prediction “

is very difficult, especially when it’s about the future…”

Niels Bohr, Nobel Laureate

The Margin Spiral

We know the days of easy credit and money are history. Today, banks want home equity lines of credit (“HELOCs”) paid off before they will issue replacement credit, and they want more equity (typically 35 percent) to secure conventional com- mercial real estate loans. Banks are making margin calls on loans secured by assets declining in value (homes, commercial buildings, and investment vehicles) and they are much quicker to demand loan repayment when deals sour. As this demand

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Deleveraging and the Commercial Developer

What is the practical application to commercial developers? Along with the obvious requirement for a greater equity contribution and the requirement for better credit, developers will be facing the return of recourse: the dreaded personal guarantee (Wei in the Wall Street Journal). Historically, if a developer had several successful projects, his or her lender would eventually accede to lending without recourse. The competition for that kind of borrower was fierce, and the bank knew that other banks would not require guaran- tees. Now with a 90 percent drop in sales of com- mercial mortgage-backed securities (CMBS), banks have all but stopped originating loans aimed at the bond markets. Instead, they are returning to the traditional model of holding on to—as opposed to selling—the loans. “We’re not closing loans for securitization. We’re closing loans for balance sheet,” said Brett Smith, Managing Director of Wachovia Corp.’s real estate group. Today, when commercial loans come due, lenders that are willing and able to offer the same loan amount are requiring borrowers to guarantee anywhere from 25 to 100 percent of the loan amount. Roughly $16 billion in loans that were packaged into CMBS—which are nonrecourse— are expected to come due in 2008, followed by about $19 billion in 2009 (Wei). One of the strongest warning signs that the worst is yet to come was after a Lehman Brothers report said accounting rule changes could force Fannie Mae and Freddie Mac to raise as much as $75 billion in new capital. Shares in these firms, the nation’s largest buyers of home mortgages, plunged 18 percent and 16 percent respectively on July 7 th (at one point, Freddie was down 30 per- cent). Their role is crucial to retain liquidity in the mortgage market at a time when other secondary market buyers have vanished. If these giants stop buying mortgages, absent the U.S. government tak- ing control (which would render their investor shares worthless, and their bondholders protected), the debt market in the U.S. will essentially come to a standstill. This would be the ultimate in forced deleveraging.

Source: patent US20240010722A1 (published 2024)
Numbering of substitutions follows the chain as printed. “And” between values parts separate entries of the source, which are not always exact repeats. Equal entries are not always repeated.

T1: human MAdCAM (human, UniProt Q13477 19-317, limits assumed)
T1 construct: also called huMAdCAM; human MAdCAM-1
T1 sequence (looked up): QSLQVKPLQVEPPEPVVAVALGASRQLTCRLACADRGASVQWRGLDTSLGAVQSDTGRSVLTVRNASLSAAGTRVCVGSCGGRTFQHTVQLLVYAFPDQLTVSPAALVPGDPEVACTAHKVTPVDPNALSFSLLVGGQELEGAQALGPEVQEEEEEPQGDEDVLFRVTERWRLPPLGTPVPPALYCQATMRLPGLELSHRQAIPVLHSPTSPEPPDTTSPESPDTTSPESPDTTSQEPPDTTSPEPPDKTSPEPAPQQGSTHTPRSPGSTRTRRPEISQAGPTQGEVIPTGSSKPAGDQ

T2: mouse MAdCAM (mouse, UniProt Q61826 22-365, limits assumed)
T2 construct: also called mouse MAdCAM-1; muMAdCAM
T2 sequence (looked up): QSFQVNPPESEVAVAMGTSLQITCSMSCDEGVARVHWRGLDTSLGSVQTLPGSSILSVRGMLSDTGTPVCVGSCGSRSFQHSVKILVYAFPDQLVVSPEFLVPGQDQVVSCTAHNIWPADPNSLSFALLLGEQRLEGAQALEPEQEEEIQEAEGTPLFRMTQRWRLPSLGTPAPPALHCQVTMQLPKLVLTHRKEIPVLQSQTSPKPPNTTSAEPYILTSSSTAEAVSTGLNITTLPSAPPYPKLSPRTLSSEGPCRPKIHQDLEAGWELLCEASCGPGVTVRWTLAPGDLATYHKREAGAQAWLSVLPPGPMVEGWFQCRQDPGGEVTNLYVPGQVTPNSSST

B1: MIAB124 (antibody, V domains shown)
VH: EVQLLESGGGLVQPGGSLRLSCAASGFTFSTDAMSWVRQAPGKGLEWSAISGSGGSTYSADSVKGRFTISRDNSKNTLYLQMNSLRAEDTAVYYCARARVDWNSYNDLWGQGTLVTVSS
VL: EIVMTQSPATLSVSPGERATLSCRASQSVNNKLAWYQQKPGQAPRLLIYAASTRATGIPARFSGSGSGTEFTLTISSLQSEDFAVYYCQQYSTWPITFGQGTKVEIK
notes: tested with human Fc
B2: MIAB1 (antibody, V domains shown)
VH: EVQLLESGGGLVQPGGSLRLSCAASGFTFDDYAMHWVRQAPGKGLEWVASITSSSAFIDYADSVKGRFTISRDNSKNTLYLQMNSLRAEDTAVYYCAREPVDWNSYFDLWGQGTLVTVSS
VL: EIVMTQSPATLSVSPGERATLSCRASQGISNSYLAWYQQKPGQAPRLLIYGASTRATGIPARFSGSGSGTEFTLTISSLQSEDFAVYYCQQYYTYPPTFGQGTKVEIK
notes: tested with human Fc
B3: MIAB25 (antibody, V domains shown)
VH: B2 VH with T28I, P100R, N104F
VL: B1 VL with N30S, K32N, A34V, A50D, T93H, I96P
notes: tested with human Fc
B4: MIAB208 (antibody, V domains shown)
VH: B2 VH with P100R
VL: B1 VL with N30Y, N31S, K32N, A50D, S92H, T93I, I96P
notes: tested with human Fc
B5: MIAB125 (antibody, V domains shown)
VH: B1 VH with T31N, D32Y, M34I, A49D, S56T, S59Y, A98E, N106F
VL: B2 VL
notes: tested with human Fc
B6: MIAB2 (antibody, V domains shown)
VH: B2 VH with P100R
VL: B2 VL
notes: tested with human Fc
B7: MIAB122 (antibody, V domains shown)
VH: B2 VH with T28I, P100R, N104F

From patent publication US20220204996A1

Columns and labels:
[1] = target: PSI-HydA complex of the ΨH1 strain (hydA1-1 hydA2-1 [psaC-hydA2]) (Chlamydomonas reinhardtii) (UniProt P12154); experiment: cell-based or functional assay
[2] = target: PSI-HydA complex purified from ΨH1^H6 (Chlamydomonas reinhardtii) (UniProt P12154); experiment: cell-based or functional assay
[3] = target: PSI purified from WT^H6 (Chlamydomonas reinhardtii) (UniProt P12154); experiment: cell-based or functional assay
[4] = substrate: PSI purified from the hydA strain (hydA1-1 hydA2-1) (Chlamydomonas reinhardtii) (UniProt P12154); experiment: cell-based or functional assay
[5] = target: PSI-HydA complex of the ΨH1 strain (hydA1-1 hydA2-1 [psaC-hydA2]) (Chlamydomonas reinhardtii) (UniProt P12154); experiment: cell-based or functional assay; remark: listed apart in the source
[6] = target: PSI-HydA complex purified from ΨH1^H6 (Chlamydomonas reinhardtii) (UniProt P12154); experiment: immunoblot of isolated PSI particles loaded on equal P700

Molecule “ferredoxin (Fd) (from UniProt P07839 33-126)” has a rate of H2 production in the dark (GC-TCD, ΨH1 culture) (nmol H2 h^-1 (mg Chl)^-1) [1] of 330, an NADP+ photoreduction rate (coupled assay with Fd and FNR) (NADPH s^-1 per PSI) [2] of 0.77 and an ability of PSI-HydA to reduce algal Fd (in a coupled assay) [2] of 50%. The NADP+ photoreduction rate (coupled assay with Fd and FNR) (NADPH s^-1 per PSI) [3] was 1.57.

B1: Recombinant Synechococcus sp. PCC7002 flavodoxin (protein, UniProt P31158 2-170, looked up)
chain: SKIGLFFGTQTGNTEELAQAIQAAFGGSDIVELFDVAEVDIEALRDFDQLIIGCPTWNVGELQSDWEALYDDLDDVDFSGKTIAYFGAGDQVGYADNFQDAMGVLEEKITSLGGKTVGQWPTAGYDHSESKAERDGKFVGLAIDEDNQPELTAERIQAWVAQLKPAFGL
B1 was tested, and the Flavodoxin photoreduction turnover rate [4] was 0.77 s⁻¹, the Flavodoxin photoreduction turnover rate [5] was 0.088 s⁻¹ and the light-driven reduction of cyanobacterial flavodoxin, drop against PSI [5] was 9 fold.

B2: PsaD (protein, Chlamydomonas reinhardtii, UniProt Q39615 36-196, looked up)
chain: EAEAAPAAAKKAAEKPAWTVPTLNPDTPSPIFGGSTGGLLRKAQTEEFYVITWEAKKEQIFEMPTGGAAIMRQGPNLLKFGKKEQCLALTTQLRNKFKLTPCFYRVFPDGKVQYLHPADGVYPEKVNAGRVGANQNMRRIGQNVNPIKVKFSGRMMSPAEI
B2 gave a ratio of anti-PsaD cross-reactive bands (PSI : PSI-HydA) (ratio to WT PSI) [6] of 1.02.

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In 2007 alone, Fannie’s and Freddie’s shares lost 76 percent and 80 percent of their value, respectively (Freddie Mac’s stock price has dropped by 56 percent since May 14 th alone). According to Paul Miller of the Freidman, Billings, Ramsey Group in Arlington, Virginia, “If Fannie and Freddie are vulnerable; it means no one is absolutely safe” (Duhigg). The impact of deleveraging on risk assets such as commercial real estate is not clear. Most econo- mists and bond managers believe that loan default rates will be slow to decline. Imagine what’s in store for the U.S. economy if every person and business had to eliminate 15-20 percent of its debt. That may be what is in our future. On the other hand, the likely period of lower-than-normal inter- est rates will be positive for the commercial real estate industry by forcing investors out of low-risk assets and into real property and other similar investments (Barnes). “The New Paradigm for Financial Markets:

The Credit Crisis of 2008 and What It Means” by George Soros is a good source of further reading and www.Implode-O-Meter is a good source of data for failing lending institutions.

References Cited

Barnes, M. 2008. “The Implications of Deleveraging.” The Bank Credit Analyst. June.

Couto, Terry 2008. “OpEd.” Wall Street Journal. March 6

Duffy, K. 2008. “They Said What? – Inflation and Rate Hikes.” Barron’s. June 16:.

Duhigg, C. 2008. “Mortgage Fears Depress Shares at Two Agencies.” New York Times. July 8:

Greenlaw, D. 2008. “Leveraged Losses: Lessons from the Mortgage Market Meltdown.”.

8.pdf, February 29

Patterson, S., and M. Gongloff. 2008, “Deleveraging’s Vicious Spiral Picks Up Speed.” Wall Street Journal March 6: C1.

Rappaport, L. and J. Lahart. 2008. “Debt Reckoning:

U.S. Receives a Margin Call.” Wall Street Journal, March 15: A1

Wei, L. 2008. “Guarantee Gamble: Developers Dread Return of Recourse.” Wall Street Journal. June 18: C1.

Wessel, D. 2008. “Magnifying the Credit Fallout,” Wall Street Journal. March 6: A2